People taking herbal and sports supplements could be risking their lives as many contain hidden pharmaceutical ingredients that could pose serious health threats, according to a biomolecular scientist from Kingston University.

Professor Declan Naughton, from the University's Faculty of Science, Engineering and Computing, worked with a team of experts from Queen's University Belfast and science testing company LGC to investigate the detection of illegal ingredients in food supplements. "We found many products claiming to be herbal in fact contained unlicensed pharmaceutical ingredients that were not listed on the label," Professor Naughton explained. "People are taking supplements they presume are safe and healthy, but they are unknowingly taking huge risks if these products contain substances they are not supposed to."...


Antibiotics in farming: Kingston University microbiology expert highlights importance of developing rapid diagnostic tests to combat drug resistance

Posted Monday 6 February 2017

Antibiotics in farming: Kingston University microbiology expert highlights importance of developing rapid diagnostic tests to combat drug resistance

Developing new ways to quickly diagnose illnesses in farm animals – allowing vets to administer effective, targeted treatment – could play a key role in helping to tackle the growing threat of antibiotic resistance, according to a Kingston University microbiology expert.

Professor Mark Fielder said that scaling back the widespread use of antibiotics was vital if attempts to combat the rise of antibiotic-resistant bacteria were to be successful. If not, diseases such as Tuberculosis would become increasingly difficult to manage and even routine operations would be at risk if supportive antibiotic therapy was no longer available, he warned....


Public policy leading to poverty among self-employed, Kingston Business School professor warns in awarding-winning International Small Business Journal paper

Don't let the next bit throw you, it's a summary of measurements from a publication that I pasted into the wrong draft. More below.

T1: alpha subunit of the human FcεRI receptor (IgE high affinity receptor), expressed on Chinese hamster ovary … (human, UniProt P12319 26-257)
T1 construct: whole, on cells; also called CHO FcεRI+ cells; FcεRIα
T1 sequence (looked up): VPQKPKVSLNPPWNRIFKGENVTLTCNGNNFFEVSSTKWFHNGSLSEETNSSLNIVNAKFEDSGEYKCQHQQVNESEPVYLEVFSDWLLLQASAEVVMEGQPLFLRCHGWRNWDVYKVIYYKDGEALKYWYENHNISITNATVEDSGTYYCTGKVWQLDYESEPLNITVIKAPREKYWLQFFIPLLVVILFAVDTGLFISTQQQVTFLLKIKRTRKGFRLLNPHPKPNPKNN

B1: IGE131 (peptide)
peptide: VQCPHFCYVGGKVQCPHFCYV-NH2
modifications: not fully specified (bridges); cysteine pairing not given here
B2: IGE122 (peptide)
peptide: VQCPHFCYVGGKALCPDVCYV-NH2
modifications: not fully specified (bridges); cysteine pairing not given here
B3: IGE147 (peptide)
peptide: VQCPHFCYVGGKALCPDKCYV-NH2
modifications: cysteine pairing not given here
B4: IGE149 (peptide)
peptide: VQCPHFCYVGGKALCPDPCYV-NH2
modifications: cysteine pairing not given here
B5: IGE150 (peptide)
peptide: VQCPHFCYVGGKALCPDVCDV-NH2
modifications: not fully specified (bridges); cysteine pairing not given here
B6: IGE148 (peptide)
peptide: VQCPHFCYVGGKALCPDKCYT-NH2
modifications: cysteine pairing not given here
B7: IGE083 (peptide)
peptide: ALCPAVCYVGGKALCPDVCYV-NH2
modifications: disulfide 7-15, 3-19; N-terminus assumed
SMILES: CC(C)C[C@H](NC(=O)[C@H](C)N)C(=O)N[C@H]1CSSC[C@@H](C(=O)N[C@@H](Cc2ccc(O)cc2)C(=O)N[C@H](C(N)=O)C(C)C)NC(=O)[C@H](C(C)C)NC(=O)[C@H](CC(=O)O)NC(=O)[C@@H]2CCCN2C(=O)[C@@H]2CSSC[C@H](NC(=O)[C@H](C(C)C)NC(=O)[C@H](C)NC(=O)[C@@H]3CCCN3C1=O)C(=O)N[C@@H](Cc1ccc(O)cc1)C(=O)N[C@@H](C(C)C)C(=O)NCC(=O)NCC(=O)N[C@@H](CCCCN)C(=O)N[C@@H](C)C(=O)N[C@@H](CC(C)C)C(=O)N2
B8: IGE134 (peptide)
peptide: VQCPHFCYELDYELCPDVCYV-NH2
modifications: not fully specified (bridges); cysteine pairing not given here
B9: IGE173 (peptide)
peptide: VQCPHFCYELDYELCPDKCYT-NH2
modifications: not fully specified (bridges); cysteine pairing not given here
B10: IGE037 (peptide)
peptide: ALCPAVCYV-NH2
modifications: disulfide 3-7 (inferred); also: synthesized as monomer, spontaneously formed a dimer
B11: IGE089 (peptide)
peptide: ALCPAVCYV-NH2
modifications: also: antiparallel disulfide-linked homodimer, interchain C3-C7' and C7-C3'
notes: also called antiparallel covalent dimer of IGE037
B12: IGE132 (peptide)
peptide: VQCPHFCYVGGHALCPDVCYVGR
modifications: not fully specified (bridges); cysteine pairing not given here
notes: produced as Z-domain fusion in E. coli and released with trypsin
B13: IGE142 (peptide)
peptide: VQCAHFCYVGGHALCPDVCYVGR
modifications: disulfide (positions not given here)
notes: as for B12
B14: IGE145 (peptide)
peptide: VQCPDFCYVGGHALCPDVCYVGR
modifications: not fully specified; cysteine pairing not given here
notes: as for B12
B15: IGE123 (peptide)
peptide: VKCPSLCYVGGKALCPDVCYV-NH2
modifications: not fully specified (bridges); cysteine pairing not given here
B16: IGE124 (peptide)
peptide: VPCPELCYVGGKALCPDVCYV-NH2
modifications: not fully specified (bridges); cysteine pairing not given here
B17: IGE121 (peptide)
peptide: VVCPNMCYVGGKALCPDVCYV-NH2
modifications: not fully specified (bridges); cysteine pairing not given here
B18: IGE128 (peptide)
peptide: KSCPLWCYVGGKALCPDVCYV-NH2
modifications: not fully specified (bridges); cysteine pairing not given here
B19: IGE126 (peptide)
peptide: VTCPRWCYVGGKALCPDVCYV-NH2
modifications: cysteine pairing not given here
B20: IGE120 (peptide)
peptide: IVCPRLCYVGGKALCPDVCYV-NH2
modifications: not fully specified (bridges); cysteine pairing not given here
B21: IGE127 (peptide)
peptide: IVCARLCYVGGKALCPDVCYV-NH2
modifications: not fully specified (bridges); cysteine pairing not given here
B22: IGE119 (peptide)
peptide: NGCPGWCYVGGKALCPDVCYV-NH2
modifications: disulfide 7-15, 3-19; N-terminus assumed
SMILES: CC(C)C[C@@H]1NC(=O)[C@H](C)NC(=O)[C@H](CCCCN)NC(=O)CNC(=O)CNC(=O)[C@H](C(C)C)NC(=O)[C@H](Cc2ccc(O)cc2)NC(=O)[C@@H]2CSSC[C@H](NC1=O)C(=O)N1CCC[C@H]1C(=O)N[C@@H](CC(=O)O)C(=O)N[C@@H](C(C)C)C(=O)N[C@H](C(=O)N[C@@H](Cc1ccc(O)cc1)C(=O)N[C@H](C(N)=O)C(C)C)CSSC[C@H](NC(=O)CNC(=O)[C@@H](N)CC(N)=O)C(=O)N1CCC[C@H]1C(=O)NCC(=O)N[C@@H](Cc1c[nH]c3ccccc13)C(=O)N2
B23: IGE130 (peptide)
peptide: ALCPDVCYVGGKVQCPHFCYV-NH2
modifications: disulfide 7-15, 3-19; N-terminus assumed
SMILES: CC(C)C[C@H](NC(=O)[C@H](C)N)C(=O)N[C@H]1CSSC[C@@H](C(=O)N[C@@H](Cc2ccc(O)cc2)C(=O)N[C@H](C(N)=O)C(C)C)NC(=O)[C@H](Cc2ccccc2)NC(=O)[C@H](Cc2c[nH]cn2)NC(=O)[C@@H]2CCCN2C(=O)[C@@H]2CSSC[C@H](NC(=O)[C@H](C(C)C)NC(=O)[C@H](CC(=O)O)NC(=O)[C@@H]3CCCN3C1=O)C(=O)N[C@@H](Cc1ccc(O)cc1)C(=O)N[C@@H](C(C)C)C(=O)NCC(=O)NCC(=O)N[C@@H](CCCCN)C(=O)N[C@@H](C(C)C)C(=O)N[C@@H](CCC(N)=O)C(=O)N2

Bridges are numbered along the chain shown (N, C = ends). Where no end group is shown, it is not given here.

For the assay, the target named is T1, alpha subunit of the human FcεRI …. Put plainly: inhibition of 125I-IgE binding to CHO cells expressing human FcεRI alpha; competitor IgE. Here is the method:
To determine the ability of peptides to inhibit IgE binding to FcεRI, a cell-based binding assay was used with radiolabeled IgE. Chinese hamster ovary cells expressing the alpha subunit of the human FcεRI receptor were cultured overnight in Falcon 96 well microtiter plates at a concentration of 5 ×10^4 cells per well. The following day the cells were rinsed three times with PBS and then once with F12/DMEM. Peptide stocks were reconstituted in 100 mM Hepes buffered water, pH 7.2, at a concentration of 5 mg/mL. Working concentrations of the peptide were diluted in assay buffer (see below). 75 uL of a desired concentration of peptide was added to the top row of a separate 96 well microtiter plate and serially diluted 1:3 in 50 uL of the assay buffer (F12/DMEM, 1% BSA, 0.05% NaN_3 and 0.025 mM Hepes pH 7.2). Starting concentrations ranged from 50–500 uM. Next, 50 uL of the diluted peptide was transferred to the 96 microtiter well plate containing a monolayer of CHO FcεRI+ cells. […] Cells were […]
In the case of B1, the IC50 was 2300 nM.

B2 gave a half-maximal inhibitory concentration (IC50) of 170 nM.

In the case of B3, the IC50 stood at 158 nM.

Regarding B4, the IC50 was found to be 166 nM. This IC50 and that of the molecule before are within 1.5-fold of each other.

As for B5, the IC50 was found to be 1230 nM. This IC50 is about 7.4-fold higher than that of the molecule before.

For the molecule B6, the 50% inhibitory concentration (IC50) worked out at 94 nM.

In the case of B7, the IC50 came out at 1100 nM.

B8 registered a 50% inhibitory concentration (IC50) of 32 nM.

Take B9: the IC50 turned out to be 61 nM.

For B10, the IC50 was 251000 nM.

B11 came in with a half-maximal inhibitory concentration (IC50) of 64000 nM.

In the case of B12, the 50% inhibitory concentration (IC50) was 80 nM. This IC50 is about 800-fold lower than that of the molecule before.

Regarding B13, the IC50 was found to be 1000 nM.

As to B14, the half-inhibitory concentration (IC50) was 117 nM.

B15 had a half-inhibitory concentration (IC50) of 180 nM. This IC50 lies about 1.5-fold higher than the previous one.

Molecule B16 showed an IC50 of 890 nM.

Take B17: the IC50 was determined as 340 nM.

Posted Tuesday 31 January 2017

Public policy leading to poverty among self-employed, Kingston Business School professor warns in awarding-winning International Small Business Journal paper

Professor John Kitching from Kingston University's Small Business Research Centre has suggested that public policy needs to be scrutinised to ensure it is not making freelancers, entrepreneurs, contract workers, owner managers or other self-employed workers, poor. Professor Kitching won the International Small Business Journal Best Paper Award when he presented his findings in Antwerp late last year at the European Council for Small Business and Entrepreneurship's (ECSB) annual RENT conference.

His paper, entitled ‘Is Public Policy to Blame for Poverty Self-employment?' focuses on the income of self-employed workers and questions the commonly held premise that the rising number of people working for themselves in the United Kingdom is necessarily a good thing for individuals or the national economy. His research investigates the role of policy in creating low-paid work among the self-employed and leads to the conclusion that it should carry some of the blame for the poverty being created within this section of the workforce....


Italy adopts gender-neutral HPV vaccination programme, citing study by health economics expert from Kingston Business School

Posted Saturday 28 January 2017

Italy adopts gender-neutral HPV vaccination programme, citing study by health economics expert from Kingston Business School

Research by a leading health economics expert from Kingston Business School has played a key role in persuading Italy to introduce free mandatory vaccination against Human Papilloma Virus (HPV) for all 12-year-old boys and girls.

A study by Professor Giampiero Favato, Director of the Institute for Leadership and Management in Health, has established that vaccinating males against HPV – a group of potentially cancer-causing viruses that have an effect on the moist membranes of the body – makes financial sense, overturning the outcome of previous studies....